As President Trump nears his 100th day in office, pundits and journalists alike are beginning to publish their critiques, concerns, and complaints. For most outlets, the 45th POTUS represents an ideology that runs antithetical to the very fundamentals of liberalism and democracy—a move that they feel endangers the entire nation. Tensions with Russia are rising. North Korea is growing increasingly agitated. Syria continues to be a hotbed of instability.

However, a select few remain optimistic. Mattis, McMaster, and Tillerson have been affectionately coined “the adults in the room,” serving as level-headed negotiators to calm President Trump’s sporadic and seemingly impulsive behaviors. Many outsiders trust these men to prevent inappropriate, rash, and ineffective policy measures (including a motion to re-institute torture as official policy).

In the abstract, this is a valid and convincing argument. Mattis, McMaster, and Tillerson all possess highly esteemed resumes that impress President Trump’s base while placating hysteria on the Left. However, I approach this with cautious optimism—a Cabinet of nay-sayers is no obstacle for a president hell-bent on pushing policy through.

Those of a sentient age during the George W. Bush administration may remember it as an era characterized by immense patriotism and fervent war rhetoric. I feel that it is important to evaluate decisions made during this time in the context of 9/11 and the damage to the American psyche; however, faulty evidence and narrow-sighted visions led this nation into Iraq and refused to let us out. The 2nd Gulf War was not without opposition—but those who spoke up were steamrolled.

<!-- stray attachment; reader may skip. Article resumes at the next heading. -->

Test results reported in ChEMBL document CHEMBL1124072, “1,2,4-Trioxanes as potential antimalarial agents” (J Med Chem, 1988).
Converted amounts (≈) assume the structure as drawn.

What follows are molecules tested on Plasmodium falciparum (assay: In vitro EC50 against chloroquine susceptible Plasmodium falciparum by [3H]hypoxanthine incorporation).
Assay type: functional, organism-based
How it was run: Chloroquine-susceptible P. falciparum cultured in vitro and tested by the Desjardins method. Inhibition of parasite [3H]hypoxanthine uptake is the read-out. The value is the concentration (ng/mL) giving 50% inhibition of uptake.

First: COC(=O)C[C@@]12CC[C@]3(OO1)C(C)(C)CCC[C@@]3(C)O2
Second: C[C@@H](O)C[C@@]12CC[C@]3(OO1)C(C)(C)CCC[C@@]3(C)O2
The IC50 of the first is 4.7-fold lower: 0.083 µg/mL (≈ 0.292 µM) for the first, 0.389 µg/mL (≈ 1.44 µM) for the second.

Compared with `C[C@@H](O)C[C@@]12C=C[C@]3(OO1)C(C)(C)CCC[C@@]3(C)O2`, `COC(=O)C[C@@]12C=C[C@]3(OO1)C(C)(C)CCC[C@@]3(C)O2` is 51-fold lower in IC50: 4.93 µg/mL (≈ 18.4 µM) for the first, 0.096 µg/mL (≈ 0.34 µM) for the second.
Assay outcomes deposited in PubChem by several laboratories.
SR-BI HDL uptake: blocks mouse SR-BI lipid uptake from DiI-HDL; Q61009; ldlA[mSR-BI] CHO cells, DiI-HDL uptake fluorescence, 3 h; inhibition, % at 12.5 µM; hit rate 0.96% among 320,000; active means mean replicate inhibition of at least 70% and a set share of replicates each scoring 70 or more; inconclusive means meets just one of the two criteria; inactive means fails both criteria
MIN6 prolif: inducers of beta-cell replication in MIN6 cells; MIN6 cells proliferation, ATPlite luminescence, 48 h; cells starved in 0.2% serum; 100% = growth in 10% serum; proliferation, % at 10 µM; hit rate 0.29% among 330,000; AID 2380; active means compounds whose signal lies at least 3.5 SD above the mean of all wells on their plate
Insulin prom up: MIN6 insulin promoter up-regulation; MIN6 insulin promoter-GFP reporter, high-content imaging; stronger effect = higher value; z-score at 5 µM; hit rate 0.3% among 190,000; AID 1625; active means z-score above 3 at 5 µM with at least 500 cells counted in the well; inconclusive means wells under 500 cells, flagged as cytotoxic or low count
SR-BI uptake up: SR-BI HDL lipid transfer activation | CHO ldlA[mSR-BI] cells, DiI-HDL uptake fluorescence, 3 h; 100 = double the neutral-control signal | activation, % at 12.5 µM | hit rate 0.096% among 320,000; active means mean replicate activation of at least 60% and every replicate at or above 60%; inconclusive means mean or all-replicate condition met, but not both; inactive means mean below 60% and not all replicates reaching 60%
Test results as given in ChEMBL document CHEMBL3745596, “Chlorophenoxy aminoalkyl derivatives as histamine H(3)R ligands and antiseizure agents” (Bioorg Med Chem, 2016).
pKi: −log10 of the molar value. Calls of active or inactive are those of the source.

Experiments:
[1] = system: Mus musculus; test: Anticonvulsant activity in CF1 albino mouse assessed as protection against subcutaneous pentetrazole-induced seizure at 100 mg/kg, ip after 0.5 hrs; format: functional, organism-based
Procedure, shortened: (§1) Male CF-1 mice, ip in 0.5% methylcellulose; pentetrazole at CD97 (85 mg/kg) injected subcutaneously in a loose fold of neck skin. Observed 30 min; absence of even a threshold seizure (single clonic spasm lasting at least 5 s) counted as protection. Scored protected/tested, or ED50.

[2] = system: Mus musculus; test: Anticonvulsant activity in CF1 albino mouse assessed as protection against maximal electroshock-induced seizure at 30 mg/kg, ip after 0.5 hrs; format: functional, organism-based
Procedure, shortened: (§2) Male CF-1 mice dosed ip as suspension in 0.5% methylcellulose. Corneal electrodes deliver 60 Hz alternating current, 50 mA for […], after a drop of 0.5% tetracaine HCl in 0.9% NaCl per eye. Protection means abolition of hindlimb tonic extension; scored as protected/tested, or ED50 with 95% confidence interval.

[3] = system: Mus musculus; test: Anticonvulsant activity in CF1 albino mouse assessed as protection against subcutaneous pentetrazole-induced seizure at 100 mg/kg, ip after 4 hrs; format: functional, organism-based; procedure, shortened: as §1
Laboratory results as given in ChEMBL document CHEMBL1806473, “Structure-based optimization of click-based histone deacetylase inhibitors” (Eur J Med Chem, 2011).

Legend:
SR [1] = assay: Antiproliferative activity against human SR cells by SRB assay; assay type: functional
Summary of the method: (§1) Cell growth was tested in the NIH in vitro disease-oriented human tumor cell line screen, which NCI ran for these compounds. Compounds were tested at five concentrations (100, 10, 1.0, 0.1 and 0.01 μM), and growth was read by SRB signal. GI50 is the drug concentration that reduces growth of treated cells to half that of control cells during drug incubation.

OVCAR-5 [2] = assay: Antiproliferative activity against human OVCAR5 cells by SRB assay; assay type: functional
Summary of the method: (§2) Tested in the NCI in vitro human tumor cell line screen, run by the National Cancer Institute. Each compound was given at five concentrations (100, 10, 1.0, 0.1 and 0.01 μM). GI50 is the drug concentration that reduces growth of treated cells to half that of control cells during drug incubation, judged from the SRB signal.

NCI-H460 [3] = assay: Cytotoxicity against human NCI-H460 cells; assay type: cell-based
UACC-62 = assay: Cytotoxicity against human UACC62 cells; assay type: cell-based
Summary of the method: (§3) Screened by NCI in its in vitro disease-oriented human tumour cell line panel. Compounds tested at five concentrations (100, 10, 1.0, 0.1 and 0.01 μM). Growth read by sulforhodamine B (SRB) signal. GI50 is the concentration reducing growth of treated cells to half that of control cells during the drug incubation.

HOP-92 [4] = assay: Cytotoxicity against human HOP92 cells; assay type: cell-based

Both Condolezza Rice and Colin Powell were largely ignored during the Iraq invasion. This is perhaps an obvious statement given the brazen lack of State Department presence in the post-Sadaam “nation-building” efforts, but it serves my major point. The position of Secretary of State was simply discounted during the Iraq War, cast aside for the more hawkish Secretary of Defense.

It would be an oversimplification to equate the downsides of Bush foreign policy to the sheer domination of Rumsfeld, Bush, and Cheney. However, it shows that rational voices in the Cabinet, no matter how powerful their positions, can be overruled by the sheer force of a dogmatic president. If President Trump decides to wreak havoc in North Korea, Syria, or Russia (to name a few), it’s up to Mattis, McMaster, and Tillerson to pull the emergency brake. If they can’t, it might be a serious case of déjà vu for the United States of America.